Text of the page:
Originally published at:
The international police organization Interpol released a report today that highlights the scale of corruption in the global forestry sector as well as the importance of coordinating law enforcement efforts across national boundaries in order to protect forests.
According to the report, the cost of corruption in the global forestry sector is some $29 billion annually. Bribery is the most common form of forestry corruption, followed by fraud, abuse of office, extortion, cronyism, and nepotism.
“Criminal networks use corruption and the bribery of officials to establish ‘safe passage’ for the illegal movement of timber,” the report states. “Those criminal groups also exploit these routes to transport other illicit goods, such as drugs and firearms.”
A case study featured in the report provides an example of this corruption: The mayor of an “important timber trading city” in Peru who was recently arrested for his involvement in a drug trafficking ring. The mayor controlled a timber business that had built up a logistical network for bribing officials to move illegally harvested timber out of the country, which was then put to use by drug traffickers to smuggle cocaine through shipments of plywood.
Interpol says that a 13-country survey discovered an average of 250 cases of corruption in each country related to the forestry sector every year between 2009 and 2014. The culprits most likely to be involved in corruption in the forestry sector are government officials who work for Forestry Agencies, Interpol found, while officials from other government agencies, law enforcement officers, and logging company officials were also found to be “extensively involved” in corruption.
The report explains that the forestry sector is particularly vulnerable to corruption — defined as “the misuse of entrusted power for private gain” or “any course of action or failure to act by individuals or organizations, public or private, in violation of a duty or obligation under law or trust for profit or gain” — due to the fact that many forests, especially in the tropics, are located in jurisdictions with weak governance and poor regulatory regimes.
Citing the results of a recent study conducted in collaboration with the TREES project (Timber Regulation Enforcement to protect European Wood Sector from criminal infiltrations), Interpol has identified corruption as occurring most frequently at the point of harvest, or in about 50 percent of cases. Road transport accounted for another 23.1 percent of cases, and processing plants 26.9 percent. “In other words, corruption takes place in remote areas far from mainstream law enforcement efforts,” per the report.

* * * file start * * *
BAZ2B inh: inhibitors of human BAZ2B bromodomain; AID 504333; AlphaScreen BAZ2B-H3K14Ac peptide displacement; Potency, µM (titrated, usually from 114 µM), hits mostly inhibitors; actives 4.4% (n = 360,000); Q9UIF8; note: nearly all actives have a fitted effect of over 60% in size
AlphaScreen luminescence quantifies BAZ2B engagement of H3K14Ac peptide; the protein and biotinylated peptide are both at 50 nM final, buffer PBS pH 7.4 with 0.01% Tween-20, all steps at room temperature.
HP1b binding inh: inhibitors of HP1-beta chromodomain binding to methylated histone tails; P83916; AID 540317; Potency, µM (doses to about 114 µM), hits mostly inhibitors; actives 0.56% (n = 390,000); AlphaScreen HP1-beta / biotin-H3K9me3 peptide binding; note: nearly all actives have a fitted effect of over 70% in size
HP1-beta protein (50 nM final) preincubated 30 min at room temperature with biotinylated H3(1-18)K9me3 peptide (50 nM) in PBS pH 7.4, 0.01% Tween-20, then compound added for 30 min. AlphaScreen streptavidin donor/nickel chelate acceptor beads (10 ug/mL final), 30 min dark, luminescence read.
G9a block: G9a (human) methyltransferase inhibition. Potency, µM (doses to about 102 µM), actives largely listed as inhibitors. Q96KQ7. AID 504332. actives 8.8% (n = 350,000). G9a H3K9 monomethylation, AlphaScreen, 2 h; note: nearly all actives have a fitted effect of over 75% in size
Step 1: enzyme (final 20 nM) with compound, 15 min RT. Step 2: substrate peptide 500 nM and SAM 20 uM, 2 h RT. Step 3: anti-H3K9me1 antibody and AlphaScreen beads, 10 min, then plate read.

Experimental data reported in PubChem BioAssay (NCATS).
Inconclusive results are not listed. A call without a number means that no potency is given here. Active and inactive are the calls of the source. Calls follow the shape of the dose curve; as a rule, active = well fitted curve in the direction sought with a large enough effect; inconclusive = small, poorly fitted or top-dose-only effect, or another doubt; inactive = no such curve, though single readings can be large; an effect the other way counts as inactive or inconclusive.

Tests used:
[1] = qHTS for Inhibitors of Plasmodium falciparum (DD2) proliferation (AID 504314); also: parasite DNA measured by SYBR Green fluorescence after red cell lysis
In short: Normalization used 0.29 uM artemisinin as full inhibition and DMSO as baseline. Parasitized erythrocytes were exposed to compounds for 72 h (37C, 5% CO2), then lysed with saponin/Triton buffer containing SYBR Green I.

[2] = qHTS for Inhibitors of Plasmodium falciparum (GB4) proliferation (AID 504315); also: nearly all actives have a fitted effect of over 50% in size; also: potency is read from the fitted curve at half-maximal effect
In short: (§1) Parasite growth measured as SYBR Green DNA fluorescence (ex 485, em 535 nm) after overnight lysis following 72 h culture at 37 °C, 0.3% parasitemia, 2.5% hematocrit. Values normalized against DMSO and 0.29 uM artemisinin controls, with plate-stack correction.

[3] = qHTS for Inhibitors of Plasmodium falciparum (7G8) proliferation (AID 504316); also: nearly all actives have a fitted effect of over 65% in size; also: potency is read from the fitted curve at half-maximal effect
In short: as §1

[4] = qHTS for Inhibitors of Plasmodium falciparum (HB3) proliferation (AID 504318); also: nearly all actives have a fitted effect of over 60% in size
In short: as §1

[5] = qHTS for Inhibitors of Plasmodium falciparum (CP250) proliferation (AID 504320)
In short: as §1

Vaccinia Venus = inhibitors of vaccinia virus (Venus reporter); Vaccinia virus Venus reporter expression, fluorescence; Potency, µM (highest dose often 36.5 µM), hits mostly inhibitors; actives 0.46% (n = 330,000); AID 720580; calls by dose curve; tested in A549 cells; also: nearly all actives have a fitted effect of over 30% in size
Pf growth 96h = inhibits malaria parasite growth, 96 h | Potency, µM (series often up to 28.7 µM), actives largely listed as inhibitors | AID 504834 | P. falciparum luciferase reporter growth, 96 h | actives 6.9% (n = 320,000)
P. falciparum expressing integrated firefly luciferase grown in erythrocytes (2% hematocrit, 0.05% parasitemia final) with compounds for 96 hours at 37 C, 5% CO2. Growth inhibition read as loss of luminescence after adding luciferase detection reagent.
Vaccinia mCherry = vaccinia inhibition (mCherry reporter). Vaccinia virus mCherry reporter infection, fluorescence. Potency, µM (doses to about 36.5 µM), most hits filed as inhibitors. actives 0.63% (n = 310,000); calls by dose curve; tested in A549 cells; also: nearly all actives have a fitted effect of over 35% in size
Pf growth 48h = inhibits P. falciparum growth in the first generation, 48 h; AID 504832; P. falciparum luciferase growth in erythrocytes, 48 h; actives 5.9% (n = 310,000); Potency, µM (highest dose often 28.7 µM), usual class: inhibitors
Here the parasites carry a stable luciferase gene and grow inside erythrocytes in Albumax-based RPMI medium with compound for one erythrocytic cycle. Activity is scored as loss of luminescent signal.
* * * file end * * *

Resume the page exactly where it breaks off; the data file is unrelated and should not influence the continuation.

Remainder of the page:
Interpol notes in the report that studies over the last decade have repeatedly shown a strong correlation between levels of corruption, illegal logging, and deforestation rates.
Interpol launched Project LEAF (Law Enforcement Assistance for Forests) in 2012 to counter various forestry crimes, including illegal logging and timber trafficking, as well as related crimes like corruption. The project involves collaboration between Interpol and the United Nations Environment Programme (UNEP) and provides a coordinated global response to organized and transnational crime in the forestry sector. Project LEAF has identified corruption as one of the main factors that facilitates forestry crime.
Under Project Leaf, Interpol issues international notices and alerts on behalf of member countries to request information on and warn of the movements and activities of people, vehicles, and vessels involved in forestry crime. A purple notice issued in August, for instance, was meant to disseminate information about an illegal timber trading operation involving four companies in Brazil, based on an investigation by the Brazilian Federal Police that had uncovered a technique employed by illegal timber traders in the country.
In the report, Interpol also recommends a number of measures countries can implement in order to reduce the risk of corruption in forestry operations. Recommendations include policy and legislative reforms in countries where forest laws and regulations are ambiguous or unclear; capacity-building across the entire law enforcement chain to build greater awareness of the negative impacts corruption has on the economy and the extent to which it facilitates other serious crimes; enhanced financial investigations to determine which government officials are living above their legitimate means and therefore may have received bribes; and adoption of Interpol’s secure communications network for anti-corruption investigators.
“By raising awareness and documenting current corruption practices as well as potential solutions, we empower law enforcement officers in the field,” Interpol Secretary General Jürgen Stock said in a statement. “This increases the chances of criminals getting caught and is one of the greatest deterrents to corruption. An international, coordinated response is an essential part of the solution to combat the organized transnational criminal groups involved in forestry crime. Our collective goal must be to turn corruption into a high risk, low profit activity.”